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I Took My Dad To Dinner This Evening…

October 2012
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I took my father out to dinner this evening. This is the man who taught me about life, prepared me as best he could to be a man, taught me to play ball, took my brothers and I on fishing vacations, taught us how to play pool, bought us a swimming pool and worked hard to make certain we never wanted for anything.

As I was feeding him, doling out one scoop of Wendy’s frosty after another, one of his favorites, I couldn’t help but think about how much Alzheimer’s sucks it. I’m not the crying type but I was choking the tears back is I scooped out his next bite and he took the cup and tried to put the non-business end of the spoon in his mouth, attempting to use it as if it were a straw.

The only full sentence he knows anymore is one I gave him two years ago… Four words: I’m still here, baby.

I’m not one for mushy, touchy posts, but with the wife up north on a retreat, I’ve got no outlet.

All I can say is whiskey-tango-foxtrot. Seeing him like that sucks.

If it’s possible to outride that disease, I’m going to. Fuck you Alzheimer’s.

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10 Comments

  1. My father is 80 years old and is also suffering from Alzheimer’s disease. Here is a man who used to work two jobs every day and at 70 could outwork anyone half his age — now he struggles to feed himself. He is my main motivation for cycling — I don’t want to check out that way. From all that I’ve been able to read it appears like regular cardio exercise is one of the best ways to prevent this disease — and I certainly don’t want my wife to be burdened like my mother is at this time,

  2. Sandra says:

    Indeed. Fuck you, Alzheimer’s. This is why I first started blogging, to write about my dad’s progression into Alzheimer’s (over at https://yakkergirl.wordpress.com/category/dad/page/14/ is one of the first real entries about Dad–click previous for the more and more recent). Part of me hoped that I would be writing that blog forever. Turns out it was only a mere 14 months before we lost him. Cherish those moments. As sucky and fucked up as they are, and as hard as they are to see, it was still my Dad. And he lived life for the moment, sometimes for the second. I learned a lot from that.
    My step-daughter has said that if my husband/her dad ever gets that bad (his Dad had Alzheimer’s, too), she’s going to put in him a canoe up in the Boundary Waters with a couple days’ worth of food and point him north. And say goodbye as he paddles happily away. Not a bad way to go.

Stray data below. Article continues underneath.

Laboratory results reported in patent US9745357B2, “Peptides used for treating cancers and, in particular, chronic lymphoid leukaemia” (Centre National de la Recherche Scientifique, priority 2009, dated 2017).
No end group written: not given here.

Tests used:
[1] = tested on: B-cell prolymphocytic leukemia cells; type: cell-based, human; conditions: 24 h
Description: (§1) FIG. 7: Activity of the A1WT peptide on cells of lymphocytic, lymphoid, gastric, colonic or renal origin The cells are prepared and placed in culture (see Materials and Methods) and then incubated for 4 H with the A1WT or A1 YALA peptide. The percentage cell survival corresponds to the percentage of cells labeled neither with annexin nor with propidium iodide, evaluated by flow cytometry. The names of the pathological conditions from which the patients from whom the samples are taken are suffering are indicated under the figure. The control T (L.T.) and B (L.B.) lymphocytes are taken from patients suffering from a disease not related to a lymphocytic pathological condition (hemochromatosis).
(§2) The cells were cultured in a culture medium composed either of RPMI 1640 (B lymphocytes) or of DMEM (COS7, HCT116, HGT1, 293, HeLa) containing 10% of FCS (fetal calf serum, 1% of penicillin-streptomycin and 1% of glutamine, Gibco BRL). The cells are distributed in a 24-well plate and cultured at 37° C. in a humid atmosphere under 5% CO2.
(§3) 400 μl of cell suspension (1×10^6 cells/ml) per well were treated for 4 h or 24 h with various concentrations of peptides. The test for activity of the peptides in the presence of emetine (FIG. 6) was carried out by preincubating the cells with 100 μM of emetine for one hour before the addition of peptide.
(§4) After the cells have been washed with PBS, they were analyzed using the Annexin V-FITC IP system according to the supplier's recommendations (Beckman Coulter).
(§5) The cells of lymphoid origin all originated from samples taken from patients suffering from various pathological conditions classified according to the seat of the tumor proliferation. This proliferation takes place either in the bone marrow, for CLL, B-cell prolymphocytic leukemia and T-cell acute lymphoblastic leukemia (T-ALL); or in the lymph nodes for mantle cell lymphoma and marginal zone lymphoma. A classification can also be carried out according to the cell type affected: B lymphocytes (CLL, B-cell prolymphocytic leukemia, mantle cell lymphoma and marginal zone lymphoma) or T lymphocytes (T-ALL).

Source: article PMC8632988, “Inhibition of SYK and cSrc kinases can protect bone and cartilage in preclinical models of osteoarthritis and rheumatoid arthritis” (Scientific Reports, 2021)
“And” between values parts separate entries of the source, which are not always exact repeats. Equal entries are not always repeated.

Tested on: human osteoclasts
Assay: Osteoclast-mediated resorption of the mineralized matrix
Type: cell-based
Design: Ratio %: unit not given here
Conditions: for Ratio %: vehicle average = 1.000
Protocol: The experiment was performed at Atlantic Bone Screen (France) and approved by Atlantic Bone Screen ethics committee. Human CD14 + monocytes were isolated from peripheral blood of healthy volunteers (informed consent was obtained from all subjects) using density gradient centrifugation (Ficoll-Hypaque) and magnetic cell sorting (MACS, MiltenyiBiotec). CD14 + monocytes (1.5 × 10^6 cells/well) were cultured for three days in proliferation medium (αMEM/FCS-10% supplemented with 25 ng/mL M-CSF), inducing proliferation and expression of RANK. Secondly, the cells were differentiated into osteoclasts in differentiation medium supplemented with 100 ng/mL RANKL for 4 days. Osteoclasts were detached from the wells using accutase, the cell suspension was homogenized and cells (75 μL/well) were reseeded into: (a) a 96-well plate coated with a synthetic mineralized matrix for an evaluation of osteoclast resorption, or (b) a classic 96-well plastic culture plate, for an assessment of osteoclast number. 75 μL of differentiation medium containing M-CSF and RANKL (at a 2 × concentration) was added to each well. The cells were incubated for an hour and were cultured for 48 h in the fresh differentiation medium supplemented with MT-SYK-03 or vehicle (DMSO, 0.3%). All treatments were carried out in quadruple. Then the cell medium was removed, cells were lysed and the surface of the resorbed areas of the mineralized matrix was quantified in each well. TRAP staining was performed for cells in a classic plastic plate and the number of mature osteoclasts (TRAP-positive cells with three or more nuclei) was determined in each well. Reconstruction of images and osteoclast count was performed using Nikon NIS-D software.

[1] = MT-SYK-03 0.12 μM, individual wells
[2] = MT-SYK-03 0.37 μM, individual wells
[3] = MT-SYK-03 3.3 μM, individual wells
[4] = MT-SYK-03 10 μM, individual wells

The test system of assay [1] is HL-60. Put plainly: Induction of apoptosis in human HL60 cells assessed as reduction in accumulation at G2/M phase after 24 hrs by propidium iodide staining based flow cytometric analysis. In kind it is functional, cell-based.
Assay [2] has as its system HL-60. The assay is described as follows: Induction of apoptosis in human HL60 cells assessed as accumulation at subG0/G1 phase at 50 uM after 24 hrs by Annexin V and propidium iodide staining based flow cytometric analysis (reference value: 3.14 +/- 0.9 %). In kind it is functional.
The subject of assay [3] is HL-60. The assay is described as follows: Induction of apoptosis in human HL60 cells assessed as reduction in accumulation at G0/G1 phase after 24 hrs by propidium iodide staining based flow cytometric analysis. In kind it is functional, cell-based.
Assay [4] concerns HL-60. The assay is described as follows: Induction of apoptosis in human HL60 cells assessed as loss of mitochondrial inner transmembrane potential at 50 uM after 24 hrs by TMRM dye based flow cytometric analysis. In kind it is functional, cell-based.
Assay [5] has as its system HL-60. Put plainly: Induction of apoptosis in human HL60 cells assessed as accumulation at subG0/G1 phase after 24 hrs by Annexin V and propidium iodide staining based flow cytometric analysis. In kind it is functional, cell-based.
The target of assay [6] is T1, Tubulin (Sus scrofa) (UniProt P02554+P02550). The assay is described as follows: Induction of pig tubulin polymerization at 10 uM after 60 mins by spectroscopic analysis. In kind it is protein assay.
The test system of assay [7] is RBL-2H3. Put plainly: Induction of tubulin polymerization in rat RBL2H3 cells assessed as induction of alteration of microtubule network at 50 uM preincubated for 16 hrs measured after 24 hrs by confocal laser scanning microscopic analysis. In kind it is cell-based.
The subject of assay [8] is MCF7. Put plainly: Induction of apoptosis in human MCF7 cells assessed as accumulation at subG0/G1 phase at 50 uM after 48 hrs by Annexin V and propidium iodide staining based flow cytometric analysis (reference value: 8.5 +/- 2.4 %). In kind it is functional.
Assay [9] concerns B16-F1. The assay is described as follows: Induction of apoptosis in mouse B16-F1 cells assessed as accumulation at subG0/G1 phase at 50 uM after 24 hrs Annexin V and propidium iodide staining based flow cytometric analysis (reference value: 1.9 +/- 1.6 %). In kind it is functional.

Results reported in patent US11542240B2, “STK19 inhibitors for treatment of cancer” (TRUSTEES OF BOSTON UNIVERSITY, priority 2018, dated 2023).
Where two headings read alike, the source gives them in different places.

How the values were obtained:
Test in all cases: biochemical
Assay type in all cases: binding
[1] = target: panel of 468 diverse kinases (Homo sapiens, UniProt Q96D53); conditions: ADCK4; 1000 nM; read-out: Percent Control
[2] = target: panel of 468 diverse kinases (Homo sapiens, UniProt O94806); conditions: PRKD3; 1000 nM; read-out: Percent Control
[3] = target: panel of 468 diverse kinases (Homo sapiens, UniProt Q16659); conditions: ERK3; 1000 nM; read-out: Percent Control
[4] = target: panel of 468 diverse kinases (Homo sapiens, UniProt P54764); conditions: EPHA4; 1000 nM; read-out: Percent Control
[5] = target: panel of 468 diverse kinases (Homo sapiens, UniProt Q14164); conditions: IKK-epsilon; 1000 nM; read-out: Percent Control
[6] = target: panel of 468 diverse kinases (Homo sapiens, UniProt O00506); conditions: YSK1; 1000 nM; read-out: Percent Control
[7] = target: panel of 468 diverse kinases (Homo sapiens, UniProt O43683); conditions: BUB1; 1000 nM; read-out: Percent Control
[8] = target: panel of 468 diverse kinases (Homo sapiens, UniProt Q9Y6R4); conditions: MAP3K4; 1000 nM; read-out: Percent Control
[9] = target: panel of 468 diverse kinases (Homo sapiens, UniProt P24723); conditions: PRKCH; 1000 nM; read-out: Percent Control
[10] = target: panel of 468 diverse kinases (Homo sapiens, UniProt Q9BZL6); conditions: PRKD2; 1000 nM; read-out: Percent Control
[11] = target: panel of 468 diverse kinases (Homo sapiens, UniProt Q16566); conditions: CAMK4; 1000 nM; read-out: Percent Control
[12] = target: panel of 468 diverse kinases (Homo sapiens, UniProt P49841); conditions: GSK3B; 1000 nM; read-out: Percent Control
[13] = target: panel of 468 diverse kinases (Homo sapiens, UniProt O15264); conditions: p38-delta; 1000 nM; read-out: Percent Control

I’m now working on a book about our journey together. It’s heart-breaking but at the same time, filled with love and promise.

    Good luck, my friend. You can always share with me your story. I will understand.

    • bgddyjim says:

      I know you will, I already read your story. I read it in the couple of days after you posted a comment on my blog about the same topic.

      Your story is why I followed both of your blogs in the first place and your support in the sucky times is greatly appreciated. Thank you.

      • Sandra says:

        I had no idea you read the whole thing. . .

        The one thing I learned that helped me the most is when my husband told mom and me, “this is the best he’ll ever be.” Heartbreaking as it was, I never had false hopes after that. 😦

        Hang in there. It may not get better, but these are the last days you’ll have with him. Cherish them and find the joy, if you can.

        And then ride hard. . . (but then again, i don’t have to tell you that!)

        Thinking of you.

      • bgddyjim says:

        I remember reading that saying a lot (this is the best he’ll ever be…) on your blog often. That really helps me stay in the moment.

      • Sandra says:

        🙂 Glad and sad.

      • bgddyjim says:

        Exactly, thank you.

  3. I hear you. As I write this, I’m leaving in about 10 minutes to head back to the hospital where my own Alzheimer’s dad is facing an uncertain recovery after self-induced auto accident injuries last night. Both he and his wife are suffering multiple broken bones and unknown’s as of yet in terms of surgery and what follows.

    We’re all looking at each other with the same unspoken questions on our minds….What the heck are we going to do now with his primary care-giver down and him unable to fully comprehend the extent of his own injuries? Is the end of his independent life?

    Scary times….and yeah, it sucks.

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